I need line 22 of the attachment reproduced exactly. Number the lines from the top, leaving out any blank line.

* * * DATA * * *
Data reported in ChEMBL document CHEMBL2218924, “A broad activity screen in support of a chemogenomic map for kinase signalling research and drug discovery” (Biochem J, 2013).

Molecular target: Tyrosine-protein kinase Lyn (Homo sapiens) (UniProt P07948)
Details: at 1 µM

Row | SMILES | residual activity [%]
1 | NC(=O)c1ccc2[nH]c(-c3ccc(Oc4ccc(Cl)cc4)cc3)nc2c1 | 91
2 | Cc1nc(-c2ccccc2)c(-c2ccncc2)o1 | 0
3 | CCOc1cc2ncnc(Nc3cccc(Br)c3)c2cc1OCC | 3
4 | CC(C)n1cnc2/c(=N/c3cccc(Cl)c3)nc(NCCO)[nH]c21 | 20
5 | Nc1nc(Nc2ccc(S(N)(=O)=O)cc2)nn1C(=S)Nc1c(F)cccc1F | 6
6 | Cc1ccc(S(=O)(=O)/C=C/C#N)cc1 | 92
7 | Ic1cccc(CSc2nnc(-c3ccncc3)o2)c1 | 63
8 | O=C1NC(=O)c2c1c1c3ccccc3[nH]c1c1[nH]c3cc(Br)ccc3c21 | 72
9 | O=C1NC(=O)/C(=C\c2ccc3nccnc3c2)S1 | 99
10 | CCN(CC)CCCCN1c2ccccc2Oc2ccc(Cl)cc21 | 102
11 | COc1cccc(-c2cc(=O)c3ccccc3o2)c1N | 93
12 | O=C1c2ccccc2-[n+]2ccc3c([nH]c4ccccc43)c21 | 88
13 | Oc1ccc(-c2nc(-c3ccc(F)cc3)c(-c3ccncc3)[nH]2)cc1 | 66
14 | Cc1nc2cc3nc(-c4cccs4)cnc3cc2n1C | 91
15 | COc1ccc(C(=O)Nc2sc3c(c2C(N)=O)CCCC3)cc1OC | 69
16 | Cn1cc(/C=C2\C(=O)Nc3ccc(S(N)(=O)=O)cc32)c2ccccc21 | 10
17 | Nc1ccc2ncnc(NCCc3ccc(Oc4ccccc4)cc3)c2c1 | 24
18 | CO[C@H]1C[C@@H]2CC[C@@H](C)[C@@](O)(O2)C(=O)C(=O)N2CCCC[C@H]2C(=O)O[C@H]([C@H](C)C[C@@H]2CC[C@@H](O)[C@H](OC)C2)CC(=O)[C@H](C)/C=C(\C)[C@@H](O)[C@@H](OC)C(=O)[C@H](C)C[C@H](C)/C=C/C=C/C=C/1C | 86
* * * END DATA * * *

18 | CO[C@H]1C[C@@H]2CC[C@@H](C)[C@@](O)(O2)C(=O)C(=O)N2CCCC[C@H]2C(=O)O[C@H]([C@H](C)C[C@@H]2CC[C@@H](O)[C@H](OC)C2)CC(=O)[C@H](C)/C=C(\C)[C@@H](O)[C@@H](OC)C(=O)[C@H](C)C[C@H](C)/C=C/C=C/C=C/1C | 86